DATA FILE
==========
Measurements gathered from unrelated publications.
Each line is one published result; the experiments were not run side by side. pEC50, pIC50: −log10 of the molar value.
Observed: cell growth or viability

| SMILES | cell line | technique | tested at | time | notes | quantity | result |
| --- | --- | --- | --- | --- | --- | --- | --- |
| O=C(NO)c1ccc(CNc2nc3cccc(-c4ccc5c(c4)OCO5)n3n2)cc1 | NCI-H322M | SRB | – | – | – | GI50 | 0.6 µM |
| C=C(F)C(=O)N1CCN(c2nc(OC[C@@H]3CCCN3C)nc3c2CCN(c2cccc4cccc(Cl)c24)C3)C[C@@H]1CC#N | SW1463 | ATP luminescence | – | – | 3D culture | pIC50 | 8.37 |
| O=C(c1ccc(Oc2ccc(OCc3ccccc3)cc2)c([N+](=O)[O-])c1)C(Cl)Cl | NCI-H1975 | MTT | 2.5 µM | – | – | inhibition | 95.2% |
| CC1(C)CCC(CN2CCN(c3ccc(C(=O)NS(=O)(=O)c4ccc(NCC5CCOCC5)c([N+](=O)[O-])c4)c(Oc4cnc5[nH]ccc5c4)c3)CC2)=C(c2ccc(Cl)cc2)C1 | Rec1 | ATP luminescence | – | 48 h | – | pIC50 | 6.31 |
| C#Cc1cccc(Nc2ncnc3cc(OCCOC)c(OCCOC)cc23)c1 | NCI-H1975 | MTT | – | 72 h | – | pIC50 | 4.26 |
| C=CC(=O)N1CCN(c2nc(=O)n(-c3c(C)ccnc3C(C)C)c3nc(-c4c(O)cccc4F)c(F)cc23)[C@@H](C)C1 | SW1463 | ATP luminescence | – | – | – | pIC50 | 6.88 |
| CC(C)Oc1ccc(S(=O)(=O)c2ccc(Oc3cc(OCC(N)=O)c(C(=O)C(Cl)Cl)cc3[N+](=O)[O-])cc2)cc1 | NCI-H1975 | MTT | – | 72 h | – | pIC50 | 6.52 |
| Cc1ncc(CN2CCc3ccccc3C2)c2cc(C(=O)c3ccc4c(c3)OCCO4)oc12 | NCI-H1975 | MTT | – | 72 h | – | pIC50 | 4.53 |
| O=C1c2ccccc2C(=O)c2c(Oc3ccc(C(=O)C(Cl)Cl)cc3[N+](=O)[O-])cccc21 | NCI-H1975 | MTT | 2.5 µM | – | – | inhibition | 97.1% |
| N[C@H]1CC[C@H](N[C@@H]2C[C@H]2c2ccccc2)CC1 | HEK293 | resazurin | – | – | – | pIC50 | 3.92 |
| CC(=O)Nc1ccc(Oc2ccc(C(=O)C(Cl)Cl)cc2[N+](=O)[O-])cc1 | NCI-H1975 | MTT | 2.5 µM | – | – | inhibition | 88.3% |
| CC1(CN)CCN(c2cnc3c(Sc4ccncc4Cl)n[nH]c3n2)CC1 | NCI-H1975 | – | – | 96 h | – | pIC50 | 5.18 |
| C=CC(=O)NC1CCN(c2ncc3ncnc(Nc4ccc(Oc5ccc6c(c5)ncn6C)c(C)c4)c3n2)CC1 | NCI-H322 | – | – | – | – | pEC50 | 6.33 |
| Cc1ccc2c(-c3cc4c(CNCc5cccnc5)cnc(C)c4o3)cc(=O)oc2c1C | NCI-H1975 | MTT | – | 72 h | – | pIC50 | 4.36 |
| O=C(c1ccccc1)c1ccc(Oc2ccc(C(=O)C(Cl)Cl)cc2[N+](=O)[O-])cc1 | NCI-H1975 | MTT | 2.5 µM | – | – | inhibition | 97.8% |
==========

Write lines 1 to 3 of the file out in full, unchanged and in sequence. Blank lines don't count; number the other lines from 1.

Measurements gathered from unrelated publications.
Each line is one published result; the experiments were not run side by side. pEC50, pIC50: −log10 of the molar value.
Observed: cell growth or viability